Three children who went missing have made headlines across Turkey over the past two weeks, the Hürriyet Daily News reported on Monday.
While two of the three youngsters were found dead, one of them is still being sought by volunteers, law enforcement and the Disaster and Emergency Management Authority (AFAD).
Eylül Yağlıkara was found dead on July 1, buried near a power pole after a weeks-long search by authorities. Her death sparked outrage across Turkey, where many people had closely followed the search.
Meanwhile, 4-year-old Leyla Aydemir was reported missing on June 15 near her home in the eastern province of Ağrı.
Teams dug holes, inspected fields and climbed down wells around the village but were unable to bring back good news for 18 days.
Aydemir was found dead on Monday in Ağrı’s Bezirhane village, some three kilometers from her own village.
In another heart-wrenching case, six-year-old Ufuk Tatar was reported missing in southern Hatay province, local media reported on July 1.
Tatar, who has a speaking disability, reportedly went missing in a forest near the Amanos Mountains, prompting search and rescue efforts that are still ongoing.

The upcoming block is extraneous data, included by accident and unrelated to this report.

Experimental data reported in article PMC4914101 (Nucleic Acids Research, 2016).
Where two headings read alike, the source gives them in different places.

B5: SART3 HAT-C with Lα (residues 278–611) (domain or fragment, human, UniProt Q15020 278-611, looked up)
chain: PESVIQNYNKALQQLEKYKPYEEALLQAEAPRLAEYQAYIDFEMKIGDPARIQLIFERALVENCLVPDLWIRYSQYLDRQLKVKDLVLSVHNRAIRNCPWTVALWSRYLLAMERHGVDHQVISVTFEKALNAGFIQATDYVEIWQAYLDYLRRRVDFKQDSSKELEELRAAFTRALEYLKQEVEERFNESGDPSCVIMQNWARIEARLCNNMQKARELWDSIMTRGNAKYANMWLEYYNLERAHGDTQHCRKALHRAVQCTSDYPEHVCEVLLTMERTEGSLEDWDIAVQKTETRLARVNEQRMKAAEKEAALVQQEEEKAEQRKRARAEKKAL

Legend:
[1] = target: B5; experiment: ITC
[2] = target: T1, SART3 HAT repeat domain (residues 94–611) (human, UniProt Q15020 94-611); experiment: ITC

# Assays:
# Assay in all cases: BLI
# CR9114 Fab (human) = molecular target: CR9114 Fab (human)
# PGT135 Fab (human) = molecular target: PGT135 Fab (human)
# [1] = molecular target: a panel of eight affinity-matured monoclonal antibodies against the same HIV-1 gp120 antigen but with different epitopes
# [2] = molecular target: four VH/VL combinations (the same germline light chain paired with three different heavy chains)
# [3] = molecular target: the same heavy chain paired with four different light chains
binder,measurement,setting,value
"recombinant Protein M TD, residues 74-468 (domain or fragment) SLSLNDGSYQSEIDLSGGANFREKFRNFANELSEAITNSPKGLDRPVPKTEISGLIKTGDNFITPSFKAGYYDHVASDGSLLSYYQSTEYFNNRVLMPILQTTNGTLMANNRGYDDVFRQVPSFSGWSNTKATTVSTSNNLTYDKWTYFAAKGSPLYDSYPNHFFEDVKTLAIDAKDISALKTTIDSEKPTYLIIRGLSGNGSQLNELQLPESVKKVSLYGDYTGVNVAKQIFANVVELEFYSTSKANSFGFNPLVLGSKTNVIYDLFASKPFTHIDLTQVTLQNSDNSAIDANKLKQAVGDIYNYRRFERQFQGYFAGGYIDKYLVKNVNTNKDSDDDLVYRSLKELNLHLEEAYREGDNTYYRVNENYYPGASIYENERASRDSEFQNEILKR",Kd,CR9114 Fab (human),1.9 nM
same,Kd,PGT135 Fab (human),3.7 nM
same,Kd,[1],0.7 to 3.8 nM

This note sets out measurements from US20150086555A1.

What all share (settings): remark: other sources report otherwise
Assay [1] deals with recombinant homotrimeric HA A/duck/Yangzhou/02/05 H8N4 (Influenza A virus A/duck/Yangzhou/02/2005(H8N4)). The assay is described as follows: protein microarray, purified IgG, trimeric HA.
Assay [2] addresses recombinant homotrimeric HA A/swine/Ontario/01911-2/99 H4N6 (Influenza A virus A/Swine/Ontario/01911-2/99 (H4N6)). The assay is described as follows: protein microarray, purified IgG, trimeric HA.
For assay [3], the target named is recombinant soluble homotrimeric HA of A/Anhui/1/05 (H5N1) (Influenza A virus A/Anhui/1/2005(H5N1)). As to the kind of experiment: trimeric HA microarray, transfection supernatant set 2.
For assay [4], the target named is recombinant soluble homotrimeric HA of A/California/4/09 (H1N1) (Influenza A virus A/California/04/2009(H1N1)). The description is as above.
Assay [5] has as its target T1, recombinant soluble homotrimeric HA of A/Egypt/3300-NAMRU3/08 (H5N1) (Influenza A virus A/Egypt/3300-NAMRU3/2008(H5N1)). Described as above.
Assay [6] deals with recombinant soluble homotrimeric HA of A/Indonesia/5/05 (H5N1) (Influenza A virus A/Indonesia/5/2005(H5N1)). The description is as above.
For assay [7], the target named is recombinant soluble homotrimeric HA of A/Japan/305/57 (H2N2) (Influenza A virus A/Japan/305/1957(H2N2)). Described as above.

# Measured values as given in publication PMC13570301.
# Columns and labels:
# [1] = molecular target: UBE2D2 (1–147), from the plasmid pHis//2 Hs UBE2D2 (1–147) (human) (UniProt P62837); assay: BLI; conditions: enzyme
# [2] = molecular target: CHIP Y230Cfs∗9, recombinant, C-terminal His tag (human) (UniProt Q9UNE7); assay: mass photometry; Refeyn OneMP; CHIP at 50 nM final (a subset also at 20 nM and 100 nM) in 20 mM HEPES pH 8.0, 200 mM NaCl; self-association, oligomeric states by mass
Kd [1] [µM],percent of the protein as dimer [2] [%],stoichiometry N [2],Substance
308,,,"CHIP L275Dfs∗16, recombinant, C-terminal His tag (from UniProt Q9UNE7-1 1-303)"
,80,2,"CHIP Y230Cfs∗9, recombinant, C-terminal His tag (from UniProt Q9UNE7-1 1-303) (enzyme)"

A question posed to the Family and Social Policies Ministry in March, meanwhile, was left up in the air.
In response to a question raised by independent deputy from Ankara Aylin Nazlıaka about how many children went missing in 2017, the ministry instead gave the number of children found: 11,691.
“Some 8,684 of these children were returned to their parents while 2,147 of them were put under state protection,” the ministry stated.
In 2016, however, the Interior Ministry was quoted as saying that around 15,900 children remained missing following an inspection proposal made by a deputy from the Nationalist Movement Party (MHP) in parliament.
In her parliamentary address, MHP Aydın deputy Deniz Depboylu had also quoted data from the “Families Who Lost Their Loved Ones” research project that were nearly double the official data – or around 30,000.
Amid outrage over the latest cases, officials and political leaders have once again brought up the debate on harsher punishments and heavier penalties, such as “chemical castration.”
“In the new term, we will take steps for harsher penalties. We will implement what is called ‘chemical castration’,” Deputy Prime Minister Bekir Bozdağ said on Monday during a visit to Yozgat province.
Meanwhile, MHP leader Devlet Bahçeli brought up the death penalty debate once again on June 30.